Autumn Art

A Trio of Diverse and Unique Exhibits at Top NYC Museums

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With the cooler weather upon us, it’s the perfect time to head indoors and check out some of the city’s most interesting museum exhibits—collections that you won’t find anywhere else. We’ve selected a few shows, including two that are closing at the end of the month, that will both delight the eye and engage the mind. What more could you want from art?

Though he may not be as celebrated in fashion circles as top designers and models, Ralph Pucci (no relation to designer Emilio) has been an influential presence since the 1970s. Ralph Pucci: The Art of the Mannequin at The Museum of Arts and Design is a tribute to his innovative approach to the previously undistinguished department store mannequin. Pucci, who was inspired to create his own unique forms while working for his parents’ mannequin repair company, initially made a splash with a collection of “action figures” posed dancing, jogging and performing headstands. Pucci would go on to collaborate with Kenny Scharf, Anna Sui and Diane von Furstenberg, among many others, creating a diversity of striking figures. The show includes over 30 of his most important mannequins, including Andrée Putman’s bronze “Olympian Goddess” (1986) and Patrick Naggar’s abstract, elongated “Nile” (1995).  There is also a recreation of Pucci’s sculpture studio and jewelry from MAD’s collection arranged on Ruben Toledo’s surrealist mannequins. (Through 10/25, 2 Columbus Circ. at 58th St.)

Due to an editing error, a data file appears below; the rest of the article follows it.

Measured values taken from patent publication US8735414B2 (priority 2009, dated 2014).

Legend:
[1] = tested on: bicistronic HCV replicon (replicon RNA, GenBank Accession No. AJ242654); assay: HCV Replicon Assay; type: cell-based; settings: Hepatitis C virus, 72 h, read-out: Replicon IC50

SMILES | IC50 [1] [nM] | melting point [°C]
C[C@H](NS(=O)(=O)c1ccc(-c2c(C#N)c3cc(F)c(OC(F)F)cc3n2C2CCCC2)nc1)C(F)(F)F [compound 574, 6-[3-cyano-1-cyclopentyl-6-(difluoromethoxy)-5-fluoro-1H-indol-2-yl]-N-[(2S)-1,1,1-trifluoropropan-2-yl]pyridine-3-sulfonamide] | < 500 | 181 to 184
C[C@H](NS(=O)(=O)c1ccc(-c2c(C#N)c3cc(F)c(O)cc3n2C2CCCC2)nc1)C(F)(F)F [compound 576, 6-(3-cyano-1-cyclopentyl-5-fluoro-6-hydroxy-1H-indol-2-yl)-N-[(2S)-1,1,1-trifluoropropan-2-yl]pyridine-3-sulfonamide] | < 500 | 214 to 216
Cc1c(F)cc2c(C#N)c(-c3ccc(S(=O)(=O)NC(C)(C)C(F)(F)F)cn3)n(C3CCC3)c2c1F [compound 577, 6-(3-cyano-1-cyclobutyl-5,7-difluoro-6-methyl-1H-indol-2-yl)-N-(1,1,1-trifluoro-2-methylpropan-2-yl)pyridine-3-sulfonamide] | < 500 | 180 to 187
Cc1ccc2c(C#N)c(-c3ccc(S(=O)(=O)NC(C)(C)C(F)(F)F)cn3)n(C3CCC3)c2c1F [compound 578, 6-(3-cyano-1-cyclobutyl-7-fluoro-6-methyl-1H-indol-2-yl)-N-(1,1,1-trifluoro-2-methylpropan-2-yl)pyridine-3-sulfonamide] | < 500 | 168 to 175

There has long been a close connection between music and design, as explored in MoMA’s engaging exhibit Making Music Modern: Design for Ear and Eye. Many of us are familiar with iconic album covers that are inextricably tied to the music contained within, but the show encompasses much more, such as listening devices ranging from bulky early phonographs to sleek iPods. Drawn completely from the Museum’s collection, the material on display includes instruments and sound equipment, in addition to posters, record sleeves, sheet music, and animation. The exhibit shows how cutting-edge designers including Lilly Reich, Saul Bass, and Kurt Schwitters all pushed their own creative boundaries making designs for the music of their eras. From the cool aesthetic of mid-century jazz album art to the eye-popping late ’60s psychedelia of posters for Jefferson Airplane to the minimalist style of recent technology, Making Music Modern covers territory that should fascinate audiophiles and design fans alike. (Through 1/17/16, 11 W. 53rd St. at 6th Ave.)

At one time, artisans from all over Europe flocked to the ore-rich region that now encompasses Hungary and Romania, creating decorative objects that remain unsurpassed in their craftsmanship and opulence. Around 120 examples of this work are on display in the Metropolitan Museum of Art exhibit Hungarian Treasure: Silver from the Nicolas M. Salgo Collection. Comprised of pieces dating from the 15th to 18th centuries, the collection was a gift from former U.S. ambassador to Budapest Nicolas M. Salgo (1914-2005), an avid and discerning collector. Thanks to his generosity, the Met is the only museum outside Hungary with such a large array of goldsmiths’ work from the area. These rare, beautiful objects were influenced by both German and Ottoman styles, reflecting a distinctly local interpretation of Renaissance and Baroque ornamentation. Seven medieval pieces, including two rare chalices with mastered filigree enameling, are the collection’s earliest works. Also included is material from other Met collections, including Arms and Armor and the Costume Institute, showing the wide-ranging influence on Hungarian silver during this period. (Through 10/25, 1000 Fifth Ave. at 82nd St.)